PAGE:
Discrete Event Simulation
Discrete event simulation has been around for many years and a number of commercial simulator systems are available. These simulators work by initializing the conditions of the simulation, e.g., starting with all vessels idle and empty, and then defining events that alter this simulation state. The state is defined at a particular time—the simulation or current time. The simulation maintains the state only at the current value of tc. This state includes all of the material inventories at tc, and a list of events that are posted to be processed at times t > tc. When the next (earliest) event is handled, the state of the simulation may change and tc is advanced. The handling of an event will generate new events for future processing. For example, an event that initiates a batch task will create the event marking the end of that task as well as events that consume the task ingredients and produce the products at their respective times. Events must be processed in a chronological sequence, from earliest to latest. Because the state of the simulation exists only at the current value of tc, it is necessary for the simulation to produce a record of the time-dependent data as it progresses, so that a Gantt chart and material inventory traces will be available. Thus, the simulation can only see the current time; it cannot, for example, foresee the inventory levels of materials that will exist at future times. Events and data lying to the left of the current time t < tc, are part of the history and cannot be changed. In addition, new events may only be created for t > tc. As we discuss below, this is a serious limitation.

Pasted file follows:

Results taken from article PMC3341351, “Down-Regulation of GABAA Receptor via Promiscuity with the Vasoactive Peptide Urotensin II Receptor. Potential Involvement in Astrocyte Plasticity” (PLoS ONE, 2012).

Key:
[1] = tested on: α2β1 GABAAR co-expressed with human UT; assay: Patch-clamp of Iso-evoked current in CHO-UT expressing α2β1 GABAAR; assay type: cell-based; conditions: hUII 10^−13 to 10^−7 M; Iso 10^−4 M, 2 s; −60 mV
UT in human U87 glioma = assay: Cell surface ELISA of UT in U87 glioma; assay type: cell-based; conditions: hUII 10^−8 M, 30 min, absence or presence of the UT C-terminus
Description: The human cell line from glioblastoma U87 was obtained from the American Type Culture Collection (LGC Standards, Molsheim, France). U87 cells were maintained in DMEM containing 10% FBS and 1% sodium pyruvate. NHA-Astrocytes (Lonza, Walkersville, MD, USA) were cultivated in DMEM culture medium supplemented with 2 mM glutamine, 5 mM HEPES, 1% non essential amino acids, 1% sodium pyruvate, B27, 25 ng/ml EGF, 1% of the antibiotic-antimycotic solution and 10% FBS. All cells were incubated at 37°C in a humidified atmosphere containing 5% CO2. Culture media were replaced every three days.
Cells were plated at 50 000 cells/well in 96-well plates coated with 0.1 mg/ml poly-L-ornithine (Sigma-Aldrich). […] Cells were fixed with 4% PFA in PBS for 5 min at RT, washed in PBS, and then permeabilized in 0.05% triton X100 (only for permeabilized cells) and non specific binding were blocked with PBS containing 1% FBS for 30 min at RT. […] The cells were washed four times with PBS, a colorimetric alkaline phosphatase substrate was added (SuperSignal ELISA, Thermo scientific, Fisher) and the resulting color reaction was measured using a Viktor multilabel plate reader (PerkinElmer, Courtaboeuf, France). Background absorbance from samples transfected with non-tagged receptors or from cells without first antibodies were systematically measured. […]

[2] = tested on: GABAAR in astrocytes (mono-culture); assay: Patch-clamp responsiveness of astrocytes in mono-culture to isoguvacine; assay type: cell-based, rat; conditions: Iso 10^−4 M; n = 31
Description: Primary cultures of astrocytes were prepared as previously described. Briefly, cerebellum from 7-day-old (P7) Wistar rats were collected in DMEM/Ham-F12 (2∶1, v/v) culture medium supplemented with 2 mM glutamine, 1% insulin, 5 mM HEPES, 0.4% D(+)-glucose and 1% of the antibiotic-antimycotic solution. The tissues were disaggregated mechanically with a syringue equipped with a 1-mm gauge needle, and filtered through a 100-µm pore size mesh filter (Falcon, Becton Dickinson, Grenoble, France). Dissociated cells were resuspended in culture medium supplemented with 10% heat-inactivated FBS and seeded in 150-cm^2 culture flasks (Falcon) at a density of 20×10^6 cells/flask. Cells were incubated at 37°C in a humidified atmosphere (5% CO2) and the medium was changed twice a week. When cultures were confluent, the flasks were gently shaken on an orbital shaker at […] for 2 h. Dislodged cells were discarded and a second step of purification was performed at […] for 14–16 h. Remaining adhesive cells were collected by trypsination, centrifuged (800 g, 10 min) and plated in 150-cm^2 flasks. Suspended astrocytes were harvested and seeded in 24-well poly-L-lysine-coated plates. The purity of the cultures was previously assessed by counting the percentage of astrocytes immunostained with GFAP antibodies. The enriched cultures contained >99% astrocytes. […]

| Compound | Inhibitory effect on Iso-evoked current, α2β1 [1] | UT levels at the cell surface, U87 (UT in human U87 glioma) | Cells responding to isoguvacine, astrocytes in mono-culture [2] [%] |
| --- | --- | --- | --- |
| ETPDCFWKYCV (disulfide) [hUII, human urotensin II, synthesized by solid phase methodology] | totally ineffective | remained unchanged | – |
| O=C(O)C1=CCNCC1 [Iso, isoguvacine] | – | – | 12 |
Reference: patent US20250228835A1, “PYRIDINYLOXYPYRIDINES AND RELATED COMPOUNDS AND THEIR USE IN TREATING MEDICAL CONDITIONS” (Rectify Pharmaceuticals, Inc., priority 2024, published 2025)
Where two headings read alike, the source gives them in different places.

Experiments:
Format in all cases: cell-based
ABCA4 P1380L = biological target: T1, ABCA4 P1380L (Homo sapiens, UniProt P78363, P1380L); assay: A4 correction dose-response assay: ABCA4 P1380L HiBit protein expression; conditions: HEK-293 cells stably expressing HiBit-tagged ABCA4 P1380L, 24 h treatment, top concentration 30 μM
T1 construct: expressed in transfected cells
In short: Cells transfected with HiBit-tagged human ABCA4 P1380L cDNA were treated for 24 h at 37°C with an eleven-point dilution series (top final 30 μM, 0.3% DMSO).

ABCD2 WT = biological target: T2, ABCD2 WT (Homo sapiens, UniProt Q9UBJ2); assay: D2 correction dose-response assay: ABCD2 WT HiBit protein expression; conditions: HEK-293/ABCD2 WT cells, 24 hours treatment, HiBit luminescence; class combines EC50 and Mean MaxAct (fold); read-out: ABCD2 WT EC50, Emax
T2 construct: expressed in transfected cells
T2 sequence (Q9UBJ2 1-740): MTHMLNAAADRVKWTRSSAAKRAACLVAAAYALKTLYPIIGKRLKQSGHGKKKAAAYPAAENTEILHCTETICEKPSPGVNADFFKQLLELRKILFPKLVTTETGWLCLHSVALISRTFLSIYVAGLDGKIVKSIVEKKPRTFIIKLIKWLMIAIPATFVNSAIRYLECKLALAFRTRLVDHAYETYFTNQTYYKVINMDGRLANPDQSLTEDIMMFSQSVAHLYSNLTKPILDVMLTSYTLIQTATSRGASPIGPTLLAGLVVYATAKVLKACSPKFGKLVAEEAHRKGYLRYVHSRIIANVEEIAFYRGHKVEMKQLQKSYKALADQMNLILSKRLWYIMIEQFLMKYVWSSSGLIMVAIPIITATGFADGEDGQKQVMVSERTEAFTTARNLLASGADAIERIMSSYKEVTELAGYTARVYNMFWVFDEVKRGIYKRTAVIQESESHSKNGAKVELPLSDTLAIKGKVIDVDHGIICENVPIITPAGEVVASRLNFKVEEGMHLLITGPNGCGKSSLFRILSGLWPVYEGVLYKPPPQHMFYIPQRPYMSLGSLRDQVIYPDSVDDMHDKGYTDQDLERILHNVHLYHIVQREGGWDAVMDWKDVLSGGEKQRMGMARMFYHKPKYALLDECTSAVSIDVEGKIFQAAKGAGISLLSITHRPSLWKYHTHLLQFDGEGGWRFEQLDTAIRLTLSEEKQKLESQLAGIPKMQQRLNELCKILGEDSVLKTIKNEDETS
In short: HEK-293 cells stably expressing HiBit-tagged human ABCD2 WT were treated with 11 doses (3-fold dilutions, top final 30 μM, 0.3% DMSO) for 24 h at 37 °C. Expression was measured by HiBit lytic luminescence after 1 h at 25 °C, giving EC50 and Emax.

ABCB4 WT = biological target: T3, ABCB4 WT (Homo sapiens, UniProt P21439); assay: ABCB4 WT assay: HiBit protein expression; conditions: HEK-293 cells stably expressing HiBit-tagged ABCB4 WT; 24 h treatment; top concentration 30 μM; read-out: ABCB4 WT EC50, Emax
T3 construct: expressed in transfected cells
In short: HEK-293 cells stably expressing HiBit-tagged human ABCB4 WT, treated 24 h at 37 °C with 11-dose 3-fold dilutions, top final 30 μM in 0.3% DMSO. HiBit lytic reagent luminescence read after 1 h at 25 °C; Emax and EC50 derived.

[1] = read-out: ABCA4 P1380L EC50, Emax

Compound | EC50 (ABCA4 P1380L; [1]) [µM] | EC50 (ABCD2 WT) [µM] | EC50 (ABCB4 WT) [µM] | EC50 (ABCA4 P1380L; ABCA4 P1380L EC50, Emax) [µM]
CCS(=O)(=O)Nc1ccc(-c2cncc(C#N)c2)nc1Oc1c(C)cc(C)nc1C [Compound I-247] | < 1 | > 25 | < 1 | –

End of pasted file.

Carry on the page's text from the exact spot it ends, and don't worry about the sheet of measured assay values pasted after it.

The mathematical programming approach used here operates in a completely different fashion from discrete event simulation. The state of the model refers to and represents the model data at all times between the model start time and the horizon. The solver data structures maintain the information that describe all activities present in the solution, on all equipment over the entire timeline. These data, of course, represent the familiar Gantt chart. However, the solver data structures also maintain the material inventories and location for all materials over the entire timeline. These data represent a complete time history of inventory for each material. They also imply blocks on the Gantt chart that represent storage activities for vessels that have non-zero inventories over the timeline. This contrasts to simulation-based methods, and it affords the ability to handle more complex problems with improved computational speed and flexibility.
Simulation versus Mathematical Methods
Now that we understand the differences in the way data are stored and processed in these two different approaches, we can contrast how they behave in practice. Two major problems arise when applying simulation methods to a process such as the one discussed in this paper. The first is the sheer level of complexity of the process. Writing rules for dealing with hundreds of pieces of equipment and tasks is both tedious and error prone.